Today is Day 7. I don’t feel any stronger. I went to Target after Pony Camp drop-off and nearly had to sit down in the aisle. My pulse as I walked (according to my Apple Watch) was 38. I trolled the food aisles for anything that might pique my appetite. I grabbed two kinds of soup. When I got home I tried the vegetable, but spit out the first and only bite. Next up, creamy potato broccoli. Made it three bites, but then…NOPE. So I’m back on chicken broth, which I’m sipping from a mug my sisters-in-law sent me from Florida. It says Cancer touched my boob, so I kicked its ass!

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I am so grateful for the science that is saving my life right now. I just wish it didn’t feel like it was killing me.

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11 thoughts on “Why does getting better feel like dying?

  1. I read all of your posts and updates. I always want to say something but I know there is nothing I can say that will help you feel better, heal quicker, etc. The only words that bubble up to the surface are “I Love You”. So when you see my heart comments please know that’s exactly what I’m thinking. I love you, your family loves you, we all love you. I’m so sorry you’re going through this and feeling so shitty.

    My coworker was dealing with Cancer last year too. She’s doing much better now. I wish the same for you. ❤

  2. I’m so sorry you’re continuing to feel lousy from the lousy chemo. I’ve been pretty lucky. Had a lousy first round but the second time did pretty good after 4 days and this week even made it back to feeling like me!! But now my 3rd round is delayed because my platelets are too low. bummer. That now means a week longer IF my platelets are up on Friday. It’s always something but I will make it thru one day at a time and so will you!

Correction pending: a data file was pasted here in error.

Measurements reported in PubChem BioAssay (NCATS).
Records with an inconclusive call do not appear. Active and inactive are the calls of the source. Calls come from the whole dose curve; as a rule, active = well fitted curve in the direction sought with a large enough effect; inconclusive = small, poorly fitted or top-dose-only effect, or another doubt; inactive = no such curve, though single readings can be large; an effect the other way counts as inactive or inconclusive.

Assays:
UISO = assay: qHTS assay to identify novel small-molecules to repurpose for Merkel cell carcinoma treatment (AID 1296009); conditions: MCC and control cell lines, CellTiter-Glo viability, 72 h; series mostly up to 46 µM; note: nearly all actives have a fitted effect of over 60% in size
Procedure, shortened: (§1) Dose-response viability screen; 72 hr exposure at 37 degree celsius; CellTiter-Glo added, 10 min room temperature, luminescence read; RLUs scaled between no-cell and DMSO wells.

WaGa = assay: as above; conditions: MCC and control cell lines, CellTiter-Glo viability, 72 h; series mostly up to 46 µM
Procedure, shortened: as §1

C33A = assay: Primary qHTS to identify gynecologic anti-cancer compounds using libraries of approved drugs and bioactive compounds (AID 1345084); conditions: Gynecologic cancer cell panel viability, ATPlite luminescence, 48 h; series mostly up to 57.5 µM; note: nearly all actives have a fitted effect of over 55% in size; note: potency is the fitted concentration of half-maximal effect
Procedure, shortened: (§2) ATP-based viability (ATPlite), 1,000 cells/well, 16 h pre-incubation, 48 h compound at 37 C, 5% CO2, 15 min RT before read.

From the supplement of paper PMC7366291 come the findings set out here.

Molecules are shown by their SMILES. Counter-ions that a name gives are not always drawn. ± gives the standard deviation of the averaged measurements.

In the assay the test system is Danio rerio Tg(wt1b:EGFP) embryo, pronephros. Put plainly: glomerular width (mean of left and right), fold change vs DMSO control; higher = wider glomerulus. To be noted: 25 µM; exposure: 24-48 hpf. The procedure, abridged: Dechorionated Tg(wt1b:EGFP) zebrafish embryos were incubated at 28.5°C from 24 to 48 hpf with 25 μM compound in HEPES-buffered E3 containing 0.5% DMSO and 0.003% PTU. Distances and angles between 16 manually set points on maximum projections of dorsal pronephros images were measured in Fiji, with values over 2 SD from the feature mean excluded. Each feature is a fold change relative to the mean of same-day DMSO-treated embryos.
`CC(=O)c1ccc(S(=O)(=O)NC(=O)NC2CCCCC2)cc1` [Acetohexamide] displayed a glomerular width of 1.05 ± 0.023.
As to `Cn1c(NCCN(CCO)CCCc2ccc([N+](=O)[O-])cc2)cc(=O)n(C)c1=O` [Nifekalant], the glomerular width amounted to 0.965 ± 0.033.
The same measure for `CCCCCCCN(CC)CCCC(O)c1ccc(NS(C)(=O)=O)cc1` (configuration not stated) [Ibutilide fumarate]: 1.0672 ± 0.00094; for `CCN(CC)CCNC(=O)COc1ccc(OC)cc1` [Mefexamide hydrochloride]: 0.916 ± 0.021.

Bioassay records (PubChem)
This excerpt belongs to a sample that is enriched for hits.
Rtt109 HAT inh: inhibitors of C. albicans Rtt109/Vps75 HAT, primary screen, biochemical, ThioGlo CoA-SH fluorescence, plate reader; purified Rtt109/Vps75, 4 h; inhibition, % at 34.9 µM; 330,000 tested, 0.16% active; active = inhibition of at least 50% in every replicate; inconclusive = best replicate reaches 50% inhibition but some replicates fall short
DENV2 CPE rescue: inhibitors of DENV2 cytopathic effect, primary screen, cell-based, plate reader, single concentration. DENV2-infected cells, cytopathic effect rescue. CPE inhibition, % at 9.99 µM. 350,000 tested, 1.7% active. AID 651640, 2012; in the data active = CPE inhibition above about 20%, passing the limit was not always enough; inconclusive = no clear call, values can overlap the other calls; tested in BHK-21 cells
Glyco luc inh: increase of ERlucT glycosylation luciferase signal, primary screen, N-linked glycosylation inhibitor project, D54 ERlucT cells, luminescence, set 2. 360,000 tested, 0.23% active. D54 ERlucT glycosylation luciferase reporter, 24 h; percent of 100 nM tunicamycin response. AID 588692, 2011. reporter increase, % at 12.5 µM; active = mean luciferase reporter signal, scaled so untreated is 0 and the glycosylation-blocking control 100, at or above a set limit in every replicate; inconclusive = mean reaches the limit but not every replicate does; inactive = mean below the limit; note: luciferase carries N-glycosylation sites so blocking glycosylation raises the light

• Yikes. I’ve been super fortunate with my white counts and platelets. I’ve got a vacation scheduled right after my final round so I’m terrified of any delay! Do they give you an extra booster to help the platelets along? Or do they just wait? Hang in there, Bev!

  3. Lisa McIntyre on said:

    I’m sorry you’re feeling so crummy, but so proud of the way you can still be so gracious. You’ve got this. ❤

  4. A friend from California on said:

    I promise you that this is temporary.
    You never have to live this day again and you are a day closer to getting to the other side.
    Don’t feel guilty. Guilt is a worthless emotion. Your only job, and the one job your family cares about is staying alive.
    Taking care of you is taking care of them. You are amazing. You. Are. Amazing. You are amazing! Thank you for sharing your heart.

  5. I know exactly how you feel, fellow breast cancer patient. “This too will pass.”

    • High five to you! Isn’t it odd to figure out what to call ourselves? I feel like “survivor” is a bit premature. I once wrote “victim” which felt too passive and yet accurate. I guess “patient” is the best option. Hugs to you!

  6. Pingback: Breast Cancer: The End. | Trixieland